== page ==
For Amazon Web Services, public sector partnership is an increasingly important one in India. The world’s leading vendor in public cloud services already counts important agencies and ministries in India as its customers and is hoping its Artificial Intelligence (AI) and machine learning (ML) tools can help build more applications to improve public services in India.
“From the common service centre to the Digital India mission, the Skilling mission, the Smart City mission, they are increasingly adopting AWS Cloud and partnering with us. So India public sector is actually building on AWS cloud as we speak,” Manav Sehgal, head of solutions architecture at Public Sector India, Amazon Internet Services Pvt. Ltd (AISPL) told indianexpress.com.
AWS is also empanelled with Maharashtra government and hosts mission-critical applications and databases for them, including the Farmer Loan Waiver System, the Maharashtra Real Estate Regulatory Authority and the Direct Benefit Transfer on AWS. But among AWS’ array of services, the newest tools are ones with a focus on AI and ML.
According to Sehgal, these hold tremendous potential for India’s public sector. “We don’t just offer machine learning as a service. It is built into a lot of our existing services with AWS, including analytics. Customers like Common Service Centers (CSC) are using AWS to actually innovate on the ground,” Sehgal said. Common Services Centres is the government of India mission providing e-services at the village level.
He gave the example of AWS’ recently launched Textract service, which relies on AI tools and could make digitisation easier at these CSC. Textract can extract the text from digitally printed forms and even scanned documents, making it more machine-readable. “A lot of forms, which are printed and scanned are sent over to these CSCs. Here the villagers do the digital entry. There is AI which can help in between. Textract takes a form, printed or even a hand-written, and analyses it in real-time. It doesn’t just get the data. It also figures out whether there’s a table,” he explained.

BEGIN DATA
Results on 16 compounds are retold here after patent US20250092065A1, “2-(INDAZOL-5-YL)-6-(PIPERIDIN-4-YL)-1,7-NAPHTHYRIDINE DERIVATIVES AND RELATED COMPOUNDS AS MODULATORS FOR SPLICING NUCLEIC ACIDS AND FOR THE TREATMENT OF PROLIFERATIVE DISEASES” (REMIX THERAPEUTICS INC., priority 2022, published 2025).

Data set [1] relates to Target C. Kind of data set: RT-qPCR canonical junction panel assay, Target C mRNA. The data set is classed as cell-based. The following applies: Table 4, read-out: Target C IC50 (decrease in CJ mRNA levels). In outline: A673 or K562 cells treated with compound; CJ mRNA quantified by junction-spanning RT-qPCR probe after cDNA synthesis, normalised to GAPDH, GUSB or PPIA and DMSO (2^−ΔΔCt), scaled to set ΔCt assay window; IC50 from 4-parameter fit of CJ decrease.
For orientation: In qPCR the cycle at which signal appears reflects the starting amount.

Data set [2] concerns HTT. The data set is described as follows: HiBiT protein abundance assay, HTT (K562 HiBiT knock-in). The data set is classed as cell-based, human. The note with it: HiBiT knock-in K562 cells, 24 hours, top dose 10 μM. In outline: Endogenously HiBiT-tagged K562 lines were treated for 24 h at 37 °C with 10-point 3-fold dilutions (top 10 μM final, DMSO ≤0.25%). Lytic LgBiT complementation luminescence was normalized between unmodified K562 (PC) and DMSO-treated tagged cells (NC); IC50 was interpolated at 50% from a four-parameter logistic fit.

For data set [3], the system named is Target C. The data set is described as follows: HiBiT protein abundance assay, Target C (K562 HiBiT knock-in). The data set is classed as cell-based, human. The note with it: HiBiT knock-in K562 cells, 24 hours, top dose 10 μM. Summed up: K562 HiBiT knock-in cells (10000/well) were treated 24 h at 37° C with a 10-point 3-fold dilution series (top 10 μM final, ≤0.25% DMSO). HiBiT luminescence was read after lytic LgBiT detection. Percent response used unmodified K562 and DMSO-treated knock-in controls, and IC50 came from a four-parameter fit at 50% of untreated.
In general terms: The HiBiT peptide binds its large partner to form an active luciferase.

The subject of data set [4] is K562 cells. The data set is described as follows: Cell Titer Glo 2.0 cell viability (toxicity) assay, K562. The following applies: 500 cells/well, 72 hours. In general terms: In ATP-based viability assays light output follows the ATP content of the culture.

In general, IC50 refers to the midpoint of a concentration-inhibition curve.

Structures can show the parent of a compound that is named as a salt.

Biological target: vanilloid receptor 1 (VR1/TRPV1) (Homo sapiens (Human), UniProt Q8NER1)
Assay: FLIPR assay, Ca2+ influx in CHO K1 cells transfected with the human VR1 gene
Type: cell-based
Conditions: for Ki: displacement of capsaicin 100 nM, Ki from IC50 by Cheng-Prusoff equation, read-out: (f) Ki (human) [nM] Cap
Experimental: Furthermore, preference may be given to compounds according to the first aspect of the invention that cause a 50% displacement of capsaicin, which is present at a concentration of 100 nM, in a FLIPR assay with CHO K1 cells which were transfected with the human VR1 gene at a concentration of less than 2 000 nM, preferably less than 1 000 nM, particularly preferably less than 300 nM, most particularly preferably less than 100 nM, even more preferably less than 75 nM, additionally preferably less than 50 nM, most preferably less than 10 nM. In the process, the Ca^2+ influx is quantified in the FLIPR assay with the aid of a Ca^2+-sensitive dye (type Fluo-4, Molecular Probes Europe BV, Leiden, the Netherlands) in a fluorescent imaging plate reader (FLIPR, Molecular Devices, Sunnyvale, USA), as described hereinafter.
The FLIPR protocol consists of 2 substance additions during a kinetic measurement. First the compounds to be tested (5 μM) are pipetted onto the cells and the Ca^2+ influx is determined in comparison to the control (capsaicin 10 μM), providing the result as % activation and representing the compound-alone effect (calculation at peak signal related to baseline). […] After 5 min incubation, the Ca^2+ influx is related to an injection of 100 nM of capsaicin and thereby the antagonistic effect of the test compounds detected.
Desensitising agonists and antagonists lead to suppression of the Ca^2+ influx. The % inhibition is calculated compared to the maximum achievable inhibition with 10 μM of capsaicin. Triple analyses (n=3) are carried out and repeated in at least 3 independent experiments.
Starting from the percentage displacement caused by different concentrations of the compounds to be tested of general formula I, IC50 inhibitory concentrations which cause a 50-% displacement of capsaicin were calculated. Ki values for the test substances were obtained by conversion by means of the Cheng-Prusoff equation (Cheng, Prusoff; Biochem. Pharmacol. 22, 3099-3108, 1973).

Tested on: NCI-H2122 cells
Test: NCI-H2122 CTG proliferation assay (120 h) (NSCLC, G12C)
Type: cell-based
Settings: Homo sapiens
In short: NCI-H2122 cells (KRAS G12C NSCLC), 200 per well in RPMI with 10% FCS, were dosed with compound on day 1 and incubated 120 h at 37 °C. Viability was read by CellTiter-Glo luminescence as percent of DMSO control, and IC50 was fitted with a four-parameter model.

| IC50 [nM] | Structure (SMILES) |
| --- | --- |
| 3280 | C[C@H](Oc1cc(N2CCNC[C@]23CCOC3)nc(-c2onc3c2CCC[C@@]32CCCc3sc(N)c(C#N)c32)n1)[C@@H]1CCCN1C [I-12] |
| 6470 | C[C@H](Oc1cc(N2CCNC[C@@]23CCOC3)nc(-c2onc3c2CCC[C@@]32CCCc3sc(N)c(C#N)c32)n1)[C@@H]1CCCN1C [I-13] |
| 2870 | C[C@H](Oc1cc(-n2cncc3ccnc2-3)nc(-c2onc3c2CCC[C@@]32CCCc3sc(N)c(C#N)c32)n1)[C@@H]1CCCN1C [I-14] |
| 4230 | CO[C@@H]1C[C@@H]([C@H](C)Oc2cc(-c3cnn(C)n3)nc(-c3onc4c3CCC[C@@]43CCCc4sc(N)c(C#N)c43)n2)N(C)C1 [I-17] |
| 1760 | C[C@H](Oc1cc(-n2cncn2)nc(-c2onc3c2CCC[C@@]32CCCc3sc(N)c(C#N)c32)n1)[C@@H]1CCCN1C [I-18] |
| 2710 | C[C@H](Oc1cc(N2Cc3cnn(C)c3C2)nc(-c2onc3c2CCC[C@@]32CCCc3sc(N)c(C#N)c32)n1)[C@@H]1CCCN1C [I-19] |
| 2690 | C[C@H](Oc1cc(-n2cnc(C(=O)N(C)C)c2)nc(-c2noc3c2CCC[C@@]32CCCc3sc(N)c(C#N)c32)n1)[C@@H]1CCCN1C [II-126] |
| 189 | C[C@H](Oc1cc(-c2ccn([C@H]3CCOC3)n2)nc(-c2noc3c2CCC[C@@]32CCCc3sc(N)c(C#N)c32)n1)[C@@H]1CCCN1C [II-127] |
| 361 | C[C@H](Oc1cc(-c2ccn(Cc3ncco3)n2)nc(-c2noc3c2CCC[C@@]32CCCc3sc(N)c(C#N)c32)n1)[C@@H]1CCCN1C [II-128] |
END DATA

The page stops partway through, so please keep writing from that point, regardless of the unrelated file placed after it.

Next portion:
For the government, a service like Textract could make it a lot easier to extract data inside forms, rather than relying on manual entry alone and thus speed up digitisations. “If you really want to do very use-case specific customised machine learning, then you have to have training data, you have to build a model. So we have launched a service called SageMaker Ground Truth, which does that. So it actually takes training data, and does auto labelling, to whatever extent it can to help build the model,” he said.
But one of the challenges when it comes to creating AI and ML services specifically for India is the lack of open datasets in the country. According to Sehgal, open-data sets can help the public sector, and even academia when it comes to building specific applications, what he called the ‘missing ingredient’.
“You do have data.gov. But if you go and search within data.gov, and you will most likely find data sets, which are a summary of a dashboard. The raw data, which is what is needed for machine learning is missing,” he said. Sehgal gave the example of a machine learning ready data set from India that has been put on AWS’ Open Data set registry from Janaagraha, which has citizen complaints around the Swacch Bharat mission.
“It’s a very image-heavy data set, which can be used for computer vision applications. We are in talks with a number of other public institutions and academia to bring in their data sets, possibly even Ministry of Urban Affairs. They could be certain city level data, which can be desensitised for instance,” he said, adding that such data can be easily anonymised in order to create ML applications based upon it.
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